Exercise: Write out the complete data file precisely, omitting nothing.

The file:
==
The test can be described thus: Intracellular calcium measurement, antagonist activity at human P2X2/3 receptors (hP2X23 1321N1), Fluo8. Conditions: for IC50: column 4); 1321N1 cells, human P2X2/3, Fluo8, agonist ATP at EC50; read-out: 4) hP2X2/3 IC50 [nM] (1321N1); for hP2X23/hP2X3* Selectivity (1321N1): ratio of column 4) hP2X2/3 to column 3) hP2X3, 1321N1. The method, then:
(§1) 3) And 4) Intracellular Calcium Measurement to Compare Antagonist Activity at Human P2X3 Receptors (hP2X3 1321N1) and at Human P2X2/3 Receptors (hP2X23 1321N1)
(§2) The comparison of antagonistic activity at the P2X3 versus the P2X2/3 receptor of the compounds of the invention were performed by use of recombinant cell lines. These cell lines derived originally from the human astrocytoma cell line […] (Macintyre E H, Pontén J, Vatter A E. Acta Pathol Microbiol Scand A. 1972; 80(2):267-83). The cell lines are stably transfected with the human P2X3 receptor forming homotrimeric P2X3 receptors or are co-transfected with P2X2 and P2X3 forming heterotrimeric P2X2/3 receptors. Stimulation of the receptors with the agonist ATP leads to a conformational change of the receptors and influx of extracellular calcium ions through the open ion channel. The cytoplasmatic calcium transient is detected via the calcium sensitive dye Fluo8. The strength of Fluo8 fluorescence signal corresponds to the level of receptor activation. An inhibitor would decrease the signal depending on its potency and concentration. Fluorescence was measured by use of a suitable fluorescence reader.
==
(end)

The test can be described thus: Intracellular calcium measurement, antagonist activity at human P2X2/3 receptors (hP2X23 1321N1), Fluo8. Conditions: for IC50: column 4); 1321N1 cells, human P2X2/3, Fluo8, agonist ATP at EC50; read-out: 4) hP2X2/3 IC50 [nM] (1321N1); for hP2X23/hP2X3* Selectivity (1321N1): ratio of column 4) hP2X2/3 to column 3) hP2X3, 1321N1. The method, then:
(§1) 3) And 4) Intracellular Calcium Measurement to Compare Antagonist Activity at Human P2X3 Receptors (hP2X3 1321N1) and at Human P2X2/3 Receptors (hP2X23 1321N1)
(§2) The comparison of antagonistic activity at the P2X3 versus the P2X2/3 receptor of the compounds of the invention were performed by use of recombinant cell lines. These cell lines derived originally from the human astrocytoma cell line […] (Macintyre E H, Pontén J, Vatter A E. Acta Pathol Microbiol Scand A. 1972; 80(2):267-83). The cell lines are stably transfected with the human P2X3 receptor forming homotrimeric P2X3 receptors or are co-transfected with P2X2 and P2X3 forming heterotrimeric P2X2/3 receptors. Stimulation of the receptors with the agonist ATP leads to a conformational change of the receptors and influx of extracellular calcium ions through the open ion channel. The cytoplasmatic calcium transient is detected via the calcium sensitive dye Fluo8. The strength of Fluo8 fluorescence signal corresponds to the level of receptor activation. An inhibitor would decrease the signal depending on its potency and concentration. Fluorescence was measured by use of a suitable fluorescence reader.